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International Airlines Group, owner of British Airways, has called for a rapid reopening of international borders as it sank to a €1bn first-quarter loss and warned it would fly just a fraction of its normal schedule in coming months.

The group, which also owns Iberia, Aer Lingus and Vueling, on Friday reported an operating loss of €1.1bn for the first three months of the year, when widespread travel restrictions were in place owing to surging cases of Covid-19 across Europe.

The prospects for this summer seem brighter, although carriers are reliant on the UK and other European countries allowing mass travel in time for the peak season.

The airline group said it planned to fly 25 per cent of its normal schedule between April and June, but is ready to add more flights if there is demand.

The UK government is set to outline plans to reopen foreign travel in coming days. IAG, which is particularly reliant on long-haul and lucrative corporate travel, has also been pushing London and Washington to open an air corridor between the US and UK.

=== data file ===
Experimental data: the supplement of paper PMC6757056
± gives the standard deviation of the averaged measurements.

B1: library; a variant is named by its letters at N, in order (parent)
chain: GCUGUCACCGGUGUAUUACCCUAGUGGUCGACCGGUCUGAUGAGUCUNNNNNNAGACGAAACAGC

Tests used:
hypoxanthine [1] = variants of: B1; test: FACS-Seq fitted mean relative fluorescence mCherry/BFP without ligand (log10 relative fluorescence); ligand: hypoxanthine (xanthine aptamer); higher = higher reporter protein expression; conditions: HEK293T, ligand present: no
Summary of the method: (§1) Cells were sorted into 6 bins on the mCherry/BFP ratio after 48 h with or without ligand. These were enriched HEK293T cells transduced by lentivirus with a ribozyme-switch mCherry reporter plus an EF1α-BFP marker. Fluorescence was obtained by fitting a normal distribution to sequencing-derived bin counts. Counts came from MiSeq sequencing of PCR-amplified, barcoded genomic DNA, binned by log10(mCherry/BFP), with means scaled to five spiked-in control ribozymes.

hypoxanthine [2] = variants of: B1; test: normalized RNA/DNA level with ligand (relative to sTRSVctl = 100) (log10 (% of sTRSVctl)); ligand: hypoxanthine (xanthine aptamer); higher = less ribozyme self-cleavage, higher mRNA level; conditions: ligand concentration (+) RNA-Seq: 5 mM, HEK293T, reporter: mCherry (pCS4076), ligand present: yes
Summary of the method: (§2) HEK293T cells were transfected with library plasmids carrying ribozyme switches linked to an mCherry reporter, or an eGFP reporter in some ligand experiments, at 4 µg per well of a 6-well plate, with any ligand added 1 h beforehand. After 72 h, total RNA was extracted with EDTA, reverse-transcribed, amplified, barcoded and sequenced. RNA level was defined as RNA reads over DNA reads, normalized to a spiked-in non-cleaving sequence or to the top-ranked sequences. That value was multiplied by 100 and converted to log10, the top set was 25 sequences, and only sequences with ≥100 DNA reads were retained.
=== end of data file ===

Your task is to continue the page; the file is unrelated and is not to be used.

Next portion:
“We’re absolutely confident that a safe restart to travel can happen as shown by the scientific data,” said Luis Gallego, IAG’s chief executive. “We’re ready to fly, but government action is needed.”

IAG’s airlines flew just a fifth of their normal flight schedules in the first quarter. Revenue fell 79 per cent to €968m.

The quarterly results follow an annual operating loss after exceptional items last year of €7.4bn, which was the widest since its formation 10 years ago.

Despite the spiralling losses the airline group has accumulated a sizeable pool of cash to see it through the crisis. IAG had €10.5bn in cash and other liquidity at the end of March, €200m more than at the end of last year.

However, like many of its peers the airline has become increasingly indebted, meaning the effects of Covid-19 will hang over its balance sheet for years to come. The group reported €11.6bn in net debt, up from €9.8bn at the end of 2020.